Club minutes, 2011.0035.00010-Bk 10
During their mid-summer meeting in 1913, The Home Interest Club heard a committee report regarding the efficacy of a new gadget intended to lessen the drudgery of laundry day. The gadget was called a “vacuum clothes washer”, something with which I was not familiar. A member had been appointed the task of trying the gadget and reporting back to the group at the following meeting, eventually giving a favorable review. I find it wonderful that The Home Interest Club organized their own consumer critiques a century before the days of Amazon reviews! While we do not have an example of this kind of washer in our Museum’s collection, a successful internet search for a picture initially left scratching my head and then suddenly realizing this was the forerunner of the modern agitator machine. In fact, it can still be purchased today!
When the Enterprise Farmers’ Club met at Falling Green on May 11, 1867 the farm inspection portion of the meeting took quite a turn upon visiting the pigs’ pen. The meeting’s secretary wrote “… members have witnessed many curiosities and agricultural monstrosities, but nothing of the kind has caused their dignity to be more absolutely laid aside and their mirth to be more intensely excited than when our host with a few ears of corn in a basket led us to the pig field.” Apparently a raucous display ensued as the pigs went joyously wild for the corn, running here, there, and everywhere. Though quiet now due to quarantine, when I used to drive by Falling Green and see its fields full of the young athletes of the Olney Boys and Girls Club running every which way, I couldn’t help but think of Falling Green as being a continuous steward of joyous activity as much today as it was in the past.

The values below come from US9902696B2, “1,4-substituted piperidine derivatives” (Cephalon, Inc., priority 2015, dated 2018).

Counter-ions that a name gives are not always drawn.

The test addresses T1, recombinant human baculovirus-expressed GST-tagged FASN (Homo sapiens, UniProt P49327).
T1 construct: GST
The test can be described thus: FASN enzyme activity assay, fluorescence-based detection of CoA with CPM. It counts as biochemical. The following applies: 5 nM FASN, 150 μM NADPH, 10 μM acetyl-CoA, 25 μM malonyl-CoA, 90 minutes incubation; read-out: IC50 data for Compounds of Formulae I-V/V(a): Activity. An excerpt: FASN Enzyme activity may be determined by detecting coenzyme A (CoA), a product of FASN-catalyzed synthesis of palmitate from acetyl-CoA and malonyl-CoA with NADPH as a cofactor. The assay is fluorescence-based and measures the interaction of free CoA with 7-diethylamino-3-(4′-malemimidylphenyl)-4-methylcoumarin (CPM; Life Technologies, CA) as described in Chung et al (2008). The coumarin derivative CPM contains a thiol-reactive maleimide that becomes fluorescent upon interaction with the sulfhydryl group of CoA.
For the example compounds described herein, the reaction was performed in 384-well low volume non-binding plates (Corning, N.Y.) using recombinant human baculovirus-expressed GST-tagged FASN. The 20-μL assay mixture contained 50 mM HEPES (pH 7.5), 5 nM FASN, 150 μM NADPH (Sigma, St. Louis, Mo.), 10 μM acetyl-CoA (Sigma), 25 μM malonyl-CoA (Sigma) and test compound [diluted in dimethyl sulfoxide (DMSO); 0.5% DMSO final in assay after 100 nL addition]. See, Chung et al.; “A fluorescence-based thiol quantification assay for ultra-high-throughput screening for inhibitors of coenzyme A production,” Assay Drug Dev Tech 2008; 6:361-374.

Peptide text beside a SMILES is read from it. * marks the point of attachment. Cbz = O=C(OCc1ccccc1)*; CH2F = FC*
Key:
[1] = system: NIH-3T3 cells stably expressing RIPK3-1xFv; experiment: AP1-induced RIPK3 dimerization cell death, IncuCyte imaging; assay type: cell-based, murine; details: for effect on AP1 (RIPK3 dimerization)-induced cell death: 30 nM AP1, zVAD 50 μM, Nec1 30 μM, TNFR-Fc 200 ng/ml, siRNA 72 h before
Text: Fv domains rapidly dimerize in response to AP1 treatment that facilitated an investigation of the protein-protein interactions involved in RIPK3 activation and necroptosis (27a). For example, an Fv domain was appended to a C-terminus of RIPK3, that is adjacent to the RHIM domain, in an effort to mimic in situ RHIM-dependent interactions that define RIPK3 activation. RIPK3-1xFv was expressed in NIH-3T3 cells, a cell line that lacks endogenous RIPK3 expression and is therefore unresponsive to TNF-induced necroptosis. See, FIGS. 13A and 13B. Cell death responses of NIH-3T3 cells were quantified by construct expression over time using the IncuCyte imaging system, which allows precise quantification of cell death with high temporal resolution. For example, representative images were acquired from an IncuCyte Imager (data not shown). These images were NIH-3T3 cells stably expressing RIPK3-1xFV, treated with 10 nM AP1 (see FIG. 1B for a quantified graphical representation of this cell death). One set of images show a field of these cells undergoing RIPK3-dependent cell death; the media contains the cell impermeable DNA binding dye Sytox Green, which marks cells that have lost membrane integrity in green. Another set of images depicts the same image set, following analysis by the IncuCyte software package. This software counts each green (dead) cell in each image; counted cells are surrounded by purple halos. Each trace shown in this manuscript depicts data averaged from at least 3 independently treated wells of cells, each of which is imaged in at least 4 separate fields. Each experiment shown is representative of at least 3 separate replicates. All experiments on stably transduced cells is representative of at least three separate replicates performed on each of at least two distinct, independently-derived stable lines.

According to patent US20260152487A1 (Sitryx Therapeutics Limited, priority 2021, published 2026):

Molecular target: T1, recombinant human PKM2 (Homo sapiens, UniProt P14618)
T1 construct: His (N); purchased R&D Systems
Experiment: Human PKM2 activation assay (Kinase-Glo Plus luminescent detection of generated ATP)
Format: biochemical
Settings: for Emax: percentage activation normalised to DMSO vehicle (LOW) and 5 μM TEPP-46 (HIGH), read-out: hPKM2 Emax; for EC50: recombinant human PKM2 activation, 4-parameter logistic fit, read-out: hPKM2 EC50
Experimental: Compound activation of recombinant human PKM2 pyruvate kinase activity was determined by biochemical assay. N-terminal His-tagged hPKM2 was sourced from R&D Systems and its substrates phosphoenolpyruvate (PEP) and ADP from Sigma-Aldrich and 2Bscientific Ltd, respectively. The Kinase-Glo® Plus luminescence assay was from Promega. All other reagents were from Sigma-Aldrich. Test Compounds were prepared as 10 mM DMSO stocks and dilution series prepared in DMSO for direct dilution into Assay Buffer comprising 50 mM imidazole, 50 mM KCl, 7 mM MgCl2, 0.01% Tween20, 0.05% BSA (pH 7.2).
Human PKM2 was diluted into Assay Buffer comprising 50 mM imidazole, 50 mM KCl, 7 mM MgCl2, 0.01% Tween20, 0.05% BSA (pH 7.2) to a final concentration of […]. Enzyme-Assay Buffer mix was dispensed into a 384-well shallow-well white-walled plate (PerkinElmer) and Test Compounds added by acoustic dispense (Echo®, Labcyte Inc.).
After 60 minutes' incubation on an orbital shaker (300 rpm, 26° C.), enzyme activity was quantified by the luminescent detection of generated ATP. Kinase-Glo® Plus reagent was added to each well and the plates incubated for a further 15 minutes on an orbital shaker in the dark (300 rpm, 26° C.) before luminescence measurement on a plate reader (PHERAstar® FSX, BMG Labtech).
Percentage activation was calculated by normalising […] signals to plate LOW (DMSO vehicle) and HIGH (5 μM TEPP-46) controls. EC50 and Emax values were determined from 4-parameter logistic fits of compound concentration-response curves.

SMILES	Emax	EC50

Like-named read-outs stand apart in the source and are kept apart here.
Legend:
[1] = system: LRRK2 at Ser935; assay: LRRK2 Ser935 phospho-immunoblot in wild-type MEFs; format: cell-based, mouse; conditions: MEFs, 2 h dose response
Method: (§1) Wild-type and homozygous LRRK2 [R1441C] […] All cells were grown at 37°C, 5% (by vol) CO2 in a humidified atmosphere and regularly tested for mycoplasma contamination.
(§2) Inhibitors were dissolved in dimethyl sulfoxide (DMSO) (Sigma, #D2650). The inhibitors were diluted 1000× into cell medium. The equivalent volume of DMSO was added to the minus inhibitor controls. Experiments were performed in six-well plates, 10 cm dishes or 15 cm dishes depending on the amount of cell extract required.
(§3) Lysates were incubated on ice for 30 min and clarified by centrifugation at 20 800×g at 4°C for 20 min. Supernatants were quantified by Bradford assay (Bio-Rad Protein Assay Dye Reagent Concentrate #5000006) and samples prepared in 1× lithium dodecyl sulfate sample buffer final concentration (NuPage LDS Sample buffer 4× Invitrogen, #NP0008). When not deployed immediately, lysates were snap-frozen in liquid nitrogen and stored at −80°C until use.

This 1887 poster for a recital at the Sandy Spring Lyceum offers it its own visual performance with as many as a dozen different fonts! The rise of advertising in the 19th century stimulated a demand for typography that really caught the eye and packed a punch. The promoters of this production certainly got the memo using variety to full advantage in communicating a whimsy to match the spirit of the event. Late 19th century innovations in the printing industry made low-cost reproduction accessible to a wider population and I have to wonder whether this specific poster was produced locally or in the city.
Given how many Sandy Springers were active in the suffrage movement, the recent centennial of the ratification of the 19th amendment had me digging curiously through the archives for a personal impression of this victory. In 86 year-old Ellen Stabler’s diary entry for Tuesday, November 3rd, 1920, she first records and comments on the weather (72’ and cloudy), then notes a trip for the day to Olney by Frank and Edward and finally casually mentions “Elsie went in the morning and voted.” Oh my goodness, how and why is this so casually mentioned? Why did she not vote? Did she have strong feelings about it or was merely ambivalent? Never has an entry in the archives made me desperate to converse with its author to learn more!